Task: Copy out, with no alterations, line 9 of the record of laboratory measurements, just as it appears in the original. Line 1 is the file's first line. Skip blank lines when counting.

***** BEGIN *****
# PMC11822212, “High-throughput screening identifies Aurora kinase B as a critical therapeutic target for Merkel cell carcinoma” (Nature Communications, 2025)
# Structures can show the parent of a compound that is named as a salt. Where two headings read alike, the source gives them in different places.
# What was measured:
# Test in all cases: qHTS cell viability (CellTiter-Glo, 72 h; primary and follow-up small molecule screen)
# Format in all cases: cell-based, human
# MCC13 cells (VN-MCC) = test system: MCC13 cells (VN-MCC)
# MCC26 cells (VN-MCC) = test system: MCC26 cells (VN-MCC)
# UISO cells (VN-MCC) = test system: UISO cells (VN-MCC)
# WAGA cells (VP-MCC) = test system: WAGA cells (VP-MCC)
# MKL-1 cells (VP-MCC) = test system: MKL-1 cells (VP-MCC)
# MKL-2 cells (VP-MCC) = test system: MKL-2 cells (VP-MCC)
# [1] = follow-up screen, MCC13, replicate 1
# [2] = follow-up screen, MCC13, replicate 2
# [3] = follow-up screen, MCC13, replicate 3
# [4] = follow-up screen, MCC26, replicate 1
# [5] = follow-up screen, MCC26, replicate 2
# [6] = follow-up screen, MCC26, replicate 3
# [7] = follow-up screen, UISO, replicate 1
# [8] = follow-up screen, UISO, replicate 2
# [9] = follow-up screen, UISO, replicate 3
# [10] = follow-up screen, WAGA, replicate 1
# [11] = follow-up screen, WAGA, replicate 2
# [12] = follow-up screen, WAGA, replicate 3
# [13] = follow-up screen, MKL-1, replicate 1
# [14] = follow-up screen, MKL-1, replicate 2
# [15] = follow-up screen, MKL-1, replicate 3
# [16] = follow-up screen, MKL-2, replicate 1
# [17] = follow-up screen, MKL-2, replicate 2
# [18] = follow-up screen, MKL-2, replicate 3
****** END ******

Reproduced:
# WAGA cells (VP-MCC) = test system: WAGA cells (VP-MCC)